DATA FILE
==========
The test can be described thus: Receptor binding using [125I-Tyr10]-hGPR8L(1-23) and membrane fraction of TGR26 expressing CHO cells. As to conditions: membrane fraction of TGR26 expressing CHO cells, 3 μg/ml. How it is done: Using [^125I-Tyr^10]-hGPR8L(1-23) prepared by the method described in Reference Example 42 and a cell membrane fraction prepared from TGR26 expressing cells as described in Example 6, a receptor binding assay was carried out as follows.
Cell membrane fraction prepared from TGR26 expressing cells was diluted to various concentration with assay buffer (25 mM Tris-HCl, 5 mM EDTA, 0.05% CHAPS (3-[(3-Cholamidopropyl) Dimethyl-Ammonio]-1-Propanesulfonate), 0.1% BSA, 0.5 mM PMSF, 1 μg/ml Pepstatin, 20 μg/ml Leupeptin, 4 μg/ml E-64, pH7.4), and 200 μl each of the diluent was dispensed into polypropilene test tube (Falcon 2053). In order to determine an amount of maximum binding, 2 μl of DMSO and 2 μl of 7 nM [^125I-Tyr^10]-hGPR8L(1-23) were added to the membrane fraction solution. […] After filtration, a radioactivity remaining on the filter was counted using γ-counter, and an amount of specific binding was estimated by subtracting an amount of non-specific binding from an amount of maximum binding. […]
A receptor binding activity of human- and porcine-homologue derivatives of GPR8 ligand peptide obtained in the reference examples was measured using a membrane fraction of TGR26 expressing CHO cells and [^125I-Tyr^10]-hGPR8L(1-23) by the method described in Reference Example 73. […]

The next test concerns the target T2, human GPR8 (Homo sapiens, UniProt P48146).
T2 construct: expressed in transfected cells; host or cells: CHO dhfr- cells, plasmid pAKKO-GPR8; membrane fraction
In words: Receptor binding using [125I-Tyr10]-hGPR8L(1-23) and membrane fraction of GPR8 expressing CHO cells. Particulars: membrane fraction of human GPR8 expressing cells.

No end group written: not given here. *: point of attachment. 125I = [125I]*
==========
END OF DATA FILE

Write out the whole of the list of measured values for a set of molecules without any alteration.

The test can be described thus: Receptor binding using [125I-Tyr10]-hGPR8L(1-23) and membrane fraction of TGR26 expressing CHO cells. As to conditions: membrane fraction of TGR26 expressing CHO cells, 3 μg/ml. How it is done: Using [^125I-Tyr^10]-hGPR8L(1-23) prepared by the method described in Reference Example 42 and a cell membrane fraction prepared from TGR26 expressing cells as described in Example 6, a receptor binding assay was carried out as follows.
Cell membrane fraction prepared from TGR26 expressing cells was diluted to various concentration with assay buffer (25 mM Tris-HCl, 5 mM EDTA, 0.05% CHAPS (3-[(3-Cholamidopropyl) Dimethyl-Ammonio]-1-Propanesulfonate), 0.1% BSA, 0.5 mM PMSF, 1 μg/ml Pepstatin, 20 μg/ml Leupeptin, 4 μg/ml E-64, pH7.4), and 200 μl each of the diluent was dispensed into polypropilene test tube (Falcon 2053). In order to determine an amount of maximum binding, 2 μl of DMSO and 2 μl of 7 nM [^125I-Tyr^10]-hGPR8L(1-23) were added to the membrane fraction solution. […] After filtration, a radioactivity remaining on the filter was counted using γ-counter, and an amount of specific binding was estimated by subtracting an amount of non-specific binding from an amount of maximum binding. […]
A receptor binding activity of human- and porcine-homologue derivatives of GPR8 ligand peptide obtained in the reference examples was measured using a membrane fraction of TGR26 expressing CHO cells and [^125I-Tyr^10]-hGPR8L(1-23) by the method described in Reference Example 73. […]

The next test concerns the target T2, human GPR8 (Homo sapiens, UniProt P48146).
T2 construct: expressed in transfected cells; host or cells: CHO dhfr- cells, plasmid pAKKO-GPR8; membrane fraction
In words: Receptor binding using [125I-Tyr10]-hGPR8L(1-23) and membrane fraction of GPR8 expressing CHO cells. Particulars: membrane fraction of human GPR8 expressing cells.

No end group written: not given here. *: point of attachment. 125I = [125I]*